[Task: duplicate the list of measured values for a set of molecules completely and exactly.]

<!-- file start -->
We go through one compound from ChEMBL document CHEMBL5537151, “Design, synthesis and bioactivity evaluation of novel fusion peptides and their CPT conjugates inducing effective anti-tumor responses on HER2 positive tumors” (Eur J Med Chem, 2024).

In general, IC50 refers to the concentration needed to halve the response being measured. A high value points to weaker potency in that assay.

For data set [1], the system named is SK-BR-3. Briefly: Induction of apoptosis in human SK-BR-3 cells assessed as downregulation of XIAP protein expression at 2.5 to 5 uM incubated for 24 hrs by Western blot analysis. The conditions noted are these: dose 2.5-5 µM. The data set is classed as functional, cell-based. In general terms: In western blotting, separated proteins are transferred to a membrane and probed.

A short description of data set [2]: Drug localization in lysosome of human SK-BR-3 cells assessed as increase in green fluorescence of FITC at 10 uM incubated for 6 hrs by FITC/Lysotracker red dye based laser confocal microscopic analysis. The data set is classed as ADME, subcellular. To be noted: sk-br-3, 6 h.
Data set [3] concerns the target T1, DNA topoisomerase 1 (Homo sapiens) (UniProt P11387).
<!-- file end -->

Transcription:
We go through one compound from ChEMBL document CHEMBL5537151, “Design, synthesis and bioactivity evaluation of novel fusion peptides and their CPT conjugates inducing effective anti-tumor responses on HER2 positive tumors” (Eur J Med Chem, 2024).

In general, IC50 refers to the concentration needed to halve the response being measured. A high value points to weaker potency in that assay.

For data set [1], the system named is SK-BR-3. Briefly: Induction of apoptosis in human SK-BR-3 cells assessed as downregulation of XIAP protein expression at 2.5 to 5 uM incubated for 24 hrs by Western blot analysis. The conditions noted are these: dose 2.5-5 µM. The data set is classed as functional, cell-based. In general terms: In western blotting, separated proteins are transferred to a membrane and probed.

A short description of data set [2]: Drug localization in lysosome of human SK-BR-3 cells assessed as increase in green fluorescence of FITC at 10 uM incubated for 6 hrs by FITC/Lysotracker red dye based laser confocal microscopic analysis. The data set is classed as ADME, subcellular. To be noted: sk-br-3, 6 h.
Data set [3] concerns the target T1, DNA topoisomerase 1 (Homo sapiens) (UniProt P11387).